The response of bone cells to a newly developed porous β-tricalcium phosphate composed of rod-shaped particles (RS β-TCP), β-TCP composed of conventional non-rod-shaped particles (C β-TCP), and hydroxyapatite (HA) was analyzed using in vivo implantation and in vitro osteoclastogenesis systems. Implantation of the materials into the rabbit femur showed that RS β-TCP and C β-TCP were bioresorbable, but HA was not. Up to 12 weeks after the implantation, bioresorption of RS β-TCP and C β-TCP accompanied by the formation of new bone occurred satisfactorily. At 24 weeks post-implantation, most of the RS β-TCP had been absorbed, and active osteogenesis was preserved in the region. However, in the specimens implanted with C β-TCP, the amount of not only the implanted C β-TCP but also the newly formed bone tissue decreased, and bone marrow dominated the region. The implanted HA was unbioresorbable throughout the experimental period. When osteoclasts were generated on RS β-TCP, C β-TCP, or HA disks, apparent resorption lacunae were formed on the RS β-TCP and C β-TCP, but not HA disks. Quantitation of the calcium concentration in the culture media showed an earlier and more constant release of calcium from RS β-TCP than C β-TCP. These results showed that the microstructure of β-TCP affects the activity of bone cells and subsequent bone replacement.
Keywords: Biodegradation; Bone graft; Coculture; Osteoblast; Osteoclast
Suppression of apoptosis by enhanced protein adsorption on polymer/hydroxyapatite composite scaffolds
by Kyung Mi Woo; Jihye Seo; Ruiyun Zhang; Peter X. Ma (pp. 2622-2630).
Bone tissue engineering is a promising alternative to bone grafting. Scaffolds play a critical role in tissue engineering. Composite scaffolds made of biodegradable polymers and bone mineral-like inorganic compounds have been reported to be advantageous over plain polymer scaffolds by our group and others. In this study, we compared cellular and molecular events during the early periods of osteoblastic cell culture on poly(l-lactic acid)/hydroxyapatite (PLLA/HAP) composite scaffolds with those on plain PLLA scaffolds, and showed that PLLA/HAP scaffolds improved cell survival over plain PLLA scaffolds. Most cells (MC3T3-E1) on PLLA/HAP scaffolds survived the early culture. In contrast, about 50% of the cells initially adhered to the plain PLLA scaffolds were detached within the first 12h and showed characteristics of apoptotic cell death, which was confirmed by TUNEL staining and caspase-3 activation. To investigate the mechanisms, we examined the adsorption of serum protein and adhesion molecules to the scaffolds. The PLLA/HAP scaffold adsorbed more than 1.4 times of total serum protein and much greater amounts of serum fibronectin and vitronectin than pure PLLA scaffolds. Similarly, significantly larger amounts of individual adhesion proteins and peptides (fibronectin, vitronectin, RGD, and KRSR) were adsorbed on the PLLA/HAP scaffolds than on the PLLA scaffolds, which resulted in higher cell density on the PLLA/HAP scaffolds. Furthermore, β1 and β3 integrins and phosphorylation of Fak and Akt proteins in the cells on the PLLA/HAP scaffolds were significantly more abundent than those on PLLA scaffolds, which suggest that enhanced adsorption of serum adhesion proteins to PLLA/HAP scaffolds protect the cells from apoptosis possibly through the integrin–FAK–Akt pathway. These results demonstrate that biomimetic composite scaffolds are advantageous for bone tissue engineering.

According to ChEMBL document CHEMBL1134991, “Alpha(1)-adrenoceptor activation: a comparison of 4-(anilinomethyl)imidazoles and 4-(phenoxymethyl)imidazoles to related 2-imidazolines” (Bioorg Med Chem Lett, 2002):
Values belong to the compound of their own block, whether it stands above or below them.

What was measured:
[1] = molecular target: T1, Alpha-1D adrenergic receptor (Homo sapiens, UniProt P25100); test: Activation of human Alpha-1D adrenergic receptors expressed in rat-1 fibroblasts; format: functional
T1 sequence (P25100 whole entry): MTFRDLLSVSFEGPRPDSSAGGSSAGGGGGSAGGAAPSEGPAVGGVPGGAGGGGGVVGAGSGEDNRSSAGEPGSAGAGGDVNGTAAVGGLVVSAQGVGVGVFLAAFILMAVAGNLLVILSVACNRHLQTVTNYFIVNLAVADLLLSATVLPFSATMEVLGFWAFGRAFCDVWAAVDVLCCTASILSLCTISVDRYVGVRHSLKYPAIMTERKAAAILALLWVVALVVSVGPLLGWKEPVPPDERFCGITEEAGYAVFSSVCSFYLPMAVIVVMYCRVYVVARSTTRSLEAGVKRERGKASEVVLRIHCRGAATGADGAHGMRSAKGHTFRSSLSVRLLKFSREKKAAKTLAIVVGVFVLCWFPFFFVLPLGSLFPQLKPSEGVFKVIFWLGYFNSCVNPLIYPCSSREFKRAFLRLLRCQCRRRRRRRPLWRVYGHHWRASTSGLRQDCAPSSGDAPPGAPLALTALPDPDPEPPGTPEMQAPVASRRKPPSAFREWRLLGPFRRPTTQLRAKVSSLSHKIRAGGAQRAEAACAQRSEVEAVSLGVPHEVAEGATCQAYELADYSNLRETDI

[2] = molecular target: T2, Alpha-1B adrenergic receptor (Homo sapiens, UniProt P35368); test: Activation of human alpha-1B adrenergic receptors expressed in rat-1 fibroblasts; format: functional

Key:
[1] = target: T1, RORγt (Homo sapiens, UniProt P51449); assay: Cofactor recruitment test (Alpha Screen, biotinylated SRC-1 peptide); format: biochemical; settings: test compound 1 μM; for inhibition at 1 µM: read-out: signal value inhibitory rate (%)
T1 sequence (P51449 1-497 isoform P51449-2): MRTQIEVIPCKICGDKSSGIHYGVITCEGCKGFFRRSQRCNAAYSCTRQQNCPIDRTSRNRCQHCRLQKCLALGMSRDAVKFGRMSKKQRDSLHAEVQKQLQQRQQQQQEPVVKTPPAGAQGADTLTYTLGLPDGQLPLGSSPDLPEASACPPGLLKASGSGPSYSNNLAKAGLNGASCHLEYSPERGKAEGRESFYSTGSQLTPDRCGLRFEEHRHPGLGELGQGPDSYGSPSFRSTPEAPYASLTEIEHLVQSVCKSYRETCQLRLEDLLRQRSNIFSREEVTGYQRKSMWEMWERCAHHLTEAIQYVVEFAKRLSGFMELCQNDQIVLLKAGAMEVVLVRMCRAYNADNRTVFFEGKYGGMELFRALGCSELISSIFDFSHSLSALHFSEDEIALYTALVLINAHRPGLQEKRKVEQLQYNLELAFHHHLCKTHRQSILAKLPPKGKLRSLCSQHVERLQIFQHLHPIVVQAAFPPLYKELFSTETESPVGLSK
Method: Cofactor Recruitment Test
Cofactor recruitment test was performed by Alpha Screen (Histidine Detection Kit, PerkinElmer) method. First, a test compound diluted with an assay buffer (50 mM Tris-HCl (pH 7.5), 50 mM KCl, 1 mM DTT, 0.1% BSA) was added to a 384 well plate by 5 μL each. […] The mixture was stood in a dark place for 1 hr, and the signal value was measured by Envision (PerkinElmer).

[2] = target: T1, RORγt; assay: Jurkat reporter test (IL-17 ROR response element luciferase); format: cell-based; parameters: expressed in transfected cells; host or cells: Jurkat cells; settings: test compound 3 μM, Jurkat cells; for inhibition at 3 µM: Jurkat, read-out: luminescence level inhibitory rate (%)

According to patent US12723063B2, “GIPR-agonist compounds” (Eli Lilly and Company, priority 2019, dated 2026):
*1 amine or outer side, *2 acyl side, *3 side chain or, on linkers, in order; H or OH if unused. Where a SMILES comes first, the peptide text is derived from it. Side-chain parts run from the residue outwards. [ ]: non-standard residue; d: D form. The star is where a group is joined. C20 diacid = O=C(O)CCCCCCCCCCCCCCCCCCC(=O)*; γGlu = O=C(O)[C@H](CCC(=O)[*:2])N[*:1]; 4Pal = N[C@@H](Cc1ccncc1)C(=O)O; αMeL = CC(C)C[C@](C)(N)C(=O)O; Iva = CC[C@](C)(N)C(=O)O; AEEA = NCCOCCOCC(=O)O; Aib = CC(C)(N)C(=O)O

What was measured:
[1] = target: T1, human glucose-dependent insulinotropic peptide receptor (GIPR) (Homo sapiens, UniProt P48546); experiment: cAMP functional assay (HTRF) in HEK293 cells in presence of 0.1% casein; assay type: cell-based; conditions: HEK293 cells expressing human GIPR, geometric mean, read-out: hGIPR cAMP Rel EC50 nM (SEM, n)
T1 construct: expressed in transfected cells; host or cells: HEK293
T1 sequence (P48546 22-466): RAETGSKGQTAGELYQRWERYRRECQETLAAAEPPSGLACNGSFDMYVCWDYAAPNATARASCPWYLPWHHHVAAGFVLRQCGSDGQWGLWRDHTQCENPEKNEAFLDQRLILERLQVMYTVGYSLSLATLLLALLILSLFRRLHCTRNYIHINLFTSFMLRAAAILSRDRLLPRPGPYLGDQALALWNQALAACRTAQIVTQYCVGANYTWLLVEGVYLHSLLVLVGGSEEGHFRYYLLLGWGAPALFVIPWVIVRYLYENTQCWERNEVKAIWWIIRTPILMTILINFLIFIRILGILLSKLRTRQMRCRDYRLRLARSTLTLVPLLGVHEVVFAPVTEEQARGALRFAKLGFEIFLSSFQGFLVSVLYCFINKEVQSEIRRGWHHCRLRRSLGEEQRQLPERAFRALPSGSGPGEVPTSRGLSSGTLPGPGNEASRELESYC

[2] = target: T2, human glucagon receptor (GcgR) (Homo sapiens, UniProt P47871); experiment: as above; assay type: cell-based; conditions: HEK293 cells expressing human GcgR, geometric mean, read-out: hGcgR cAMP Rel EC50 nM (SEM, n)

Keywords: Composite scaffold; Osteoblast; Bone tissue engineering; Polymer; Hydroxyapatite; Protein adsorption
Osteogenic differentiation of rabbit mesenchymal stem cells in thermo-reversible hydrogel constructs containing hydroxyapatite and bone morphogenic protein-2 (BMP-2)
by Kun Na; Sung won Kim; Bo Kyung Sun; Dae Gyun Woo; Han Na Yang; Hyung Min Chung; Keun Hong Park (pp. 2631-2637).
The aim of this study was to assess the efficacy of ectopic bone formation in a three-dimensional hybrid scaffold in combination with hydroxyapatite (HA) and poly(NiPAAm- co-AAc) as an injectable vehicle in the form of a supporting matrix for the osteogenic differentiation of rabbit mesenchymal stem cells (MSCs). Osteogenic differentiation of MSCs in the hybrid scaffold was greatly influenced by the addition of growth factors. When the osteoinduction activity of hybrid scaffold was studied following implantation into the back subcutis of nude mouse in terms of histological and biochemical examinations, significantly homogeneous bone formation was histologically observed throughout the hybrid scaffolds containing growth factor (BMP-2: bone morphogenic protein-2). The level of alkaline phosphatase activity and osteocalcin content at the implanted sites of hybrid scaffolds were significantly high for the perfusion group compared with those in static culture group. We conclude that combination of MSC-seeded hybrid scaffold containing BMP-2 was a promising method by which to enhance in vitro osteogenic differentiation of MSC and in vivo ectopic bone formation.
Keywords: Thermo-sensitive hydrogel; Hydroxyapatite; BMP-2; MSCs; Bone